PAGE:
Weight Training has come a long way from being only a male dominated and competition oriented sport that means only one thing: Building huge muscles. It has dropped its shroud of exclusivity and formidability to become more diversified, encouraging more people to become involved.

People train for different reasons, not all to do with simply bulking up to maximum muscle size. For one, an increasing amount of women have joined the #strongnotskinny movement and have made it their mission to prove that lifting like a girl is a good thing! Long gone are stereotypical notions such as weight training leading to less feminine physique. Accurate information has become freely available helping people around the globe to ignore stereotypical impressions.

There is a negative side to so much information being freely available. It is time consuming and hard to take it all in. People become devotees based on snippets of information, simply because there is not enough time to properly research a topic.

And hey, how hard can it be, right?

Well, that is an entirely different topic. For now, let’s start with the correct mindset.

  • Expectation: An amazing body in no time!

Off course you entered into this commitment with some serious expectations - it would be unnatural if you didn’t. Visualizing is essential to success. So a few weeks in, that mirror selfie is not really showing as much of a difference than to when you started… You are on the road to discouragement, and failure is your next exit. Maybe this wasn’t for you after all.


Nonsense!

  • Reality: It’s going to take some time.

Knowing exactly what you want to achieve is a great start and a powerful motivator, so go ahead and visualize the end result. However, examine your expectations and be honest first, then reasonable. Weight training is generally done for three outcomes:

  1. Building muscle mass
  2. Improving muscle strength
  3. Shedding body fat and toning

Consult a registered personal trainer, or do some research. If you start a weight training program with the correct mindset, you will be more likely to maintain a consistent program. Before you know it, that selfie will make you proud.

How long before you start seeing results?

This depends on factors such as:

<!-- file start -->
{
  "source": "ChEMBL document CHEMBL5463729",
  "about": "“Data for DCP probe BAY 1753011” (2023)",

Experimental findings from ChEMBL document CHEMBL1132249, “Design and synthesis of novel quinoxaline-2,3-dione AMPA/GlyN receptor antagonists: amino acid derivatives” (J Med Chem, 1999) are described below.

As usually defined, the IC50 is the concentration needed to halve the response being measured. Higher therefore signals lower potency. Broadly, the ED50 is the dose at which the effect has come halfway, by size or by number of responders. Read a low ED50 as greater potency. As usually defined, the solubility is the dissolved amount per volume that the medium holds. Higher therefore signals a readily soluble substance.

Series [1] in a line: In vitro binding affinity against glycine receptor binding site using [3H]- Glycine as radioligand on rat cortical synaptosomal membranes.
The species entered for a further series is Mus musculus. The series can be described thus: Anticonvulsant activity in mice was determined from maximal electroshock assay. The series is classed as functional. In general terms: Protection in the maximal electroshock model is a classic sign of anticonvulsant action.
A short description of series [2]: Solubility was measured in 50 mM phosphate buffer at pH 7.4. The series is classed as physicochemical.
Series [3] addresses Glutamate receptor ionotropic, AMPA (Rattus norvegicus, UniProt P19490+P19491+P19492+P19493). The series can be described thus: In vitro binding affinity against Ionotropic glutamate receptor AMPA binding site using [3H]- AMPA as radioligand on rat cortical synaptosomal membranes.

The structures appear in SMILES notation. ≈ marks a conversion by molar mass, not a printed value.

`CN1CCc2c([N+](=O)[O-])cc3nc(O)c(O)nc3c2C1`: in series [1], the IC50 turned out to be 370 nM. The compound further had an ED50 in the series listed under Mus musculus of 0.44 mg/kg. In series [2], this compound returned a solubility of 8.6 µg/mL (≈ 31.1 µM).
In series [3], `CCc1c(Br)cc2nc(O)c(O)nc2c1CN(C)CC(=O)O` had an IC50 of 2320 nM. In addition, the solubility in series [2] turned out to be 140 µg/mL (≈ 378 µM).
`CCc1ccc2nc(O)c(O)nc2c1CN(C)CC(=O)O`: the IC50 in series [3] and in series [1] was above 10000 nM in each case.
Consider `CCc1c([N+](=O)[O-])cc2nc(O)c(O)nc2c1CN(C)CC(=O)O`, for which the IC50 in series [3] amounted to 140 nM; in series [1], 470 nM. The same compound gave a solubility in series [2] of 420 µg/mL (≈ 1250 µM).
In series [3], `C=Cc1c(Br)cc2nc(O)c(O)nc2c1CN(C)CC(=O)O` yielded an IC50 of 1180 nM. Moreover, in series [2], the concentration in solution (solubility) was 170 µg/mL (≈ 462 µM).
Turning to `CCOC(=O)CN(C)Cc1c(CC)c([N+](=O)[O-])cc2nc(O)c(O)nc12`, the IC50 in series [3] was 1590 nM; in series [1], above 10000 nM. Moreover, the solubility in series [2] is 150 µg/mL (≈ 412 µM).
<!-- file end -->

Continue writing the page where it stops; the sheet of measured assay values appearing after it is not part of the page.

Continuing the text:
• Your fitness level when starting
  • Your body fat percentage
  • The consistency of your training
  • The intensity of training (within boundaries)

Determine the first two, plan the latter, and soon you will start to see motivating results. Four weeks is a safe time period to start noticing differences in appearance and strength, so keep taking pictures, measure yourself and log progress.

 

  • Expectation: More Training Equals Faster Success!

Ah - The overzealous - probably the easiest way to spot a beginner (wink wink). Working out as much as you possibly can may seem to be a great idea, as your motivation is fueled by emotions like excitement and eagerness. It would also be strengthened by the desire to start reaching those goals.

There is nothing wrong with enthusiasm, in fact, we want to encourage it. However, there are limits to consider.

 

  • Reality: Common sense brings balance.

Harness your enthusiasm and channel it into gaining the proper knowledge. Knowing what will  work for you is a powerful foundation to your ultimate goals. ‘Learning from your mistakes’ could go very wrong and result in injury that may be difficult, or even impossible to recover from.

Consider 2 factors:

  1. Your capacity to recover

Your being unique means you will recover differently from someone else. Being a beginner on top of this, means that you will recover slower than your future, fitter and stronger self.

Several factors also play a role in recovery, such as:

  • Your daily stressors in life and their severity
  • Nutrition
  • The intensity of your workout
  • Your age, fitness level and health

If you are serious about progress, it would be wise to have a trainer assess you and help to work out a progressive training plan based on this assessment. Once you have this in place, you can do it on your own if you wish. As you get stronger and more experienced, you will be able to tell when you are over or under training.

 

2. Common sense 

You have a life. Don’t return to the gym more than once a day, unless you have signed a contract to make this your career. Seriously, this is one aspect of your life that will fulfill and develop a part of your needs and wants. Don’t let it take over. If you find yourself talking about it too much, start a journal, a blog or a fanpage. Keep directing that enthusiasm towards progress!

A few tips:

  • Take your towel, take your water bottle.
  • Keep yourself open minded. Learn from others, and keep researching.
  • After your workout, replenish your moisture!
  • If you need momentum to lift a weight, it is too heavy for you. Lift while focusing on your movement and ability. Remember, you will get to the bigger weights only if you do this right!
  • Be aware of your posture and technique so your training will be more effective.

Remember, this article is meant to help you find the realistic mindset to start off strong and progress to goals. For specific training advice, we strongly advise that you find a reputable source for your research, or a registered trainer.

Have fun, train well and keep thriving!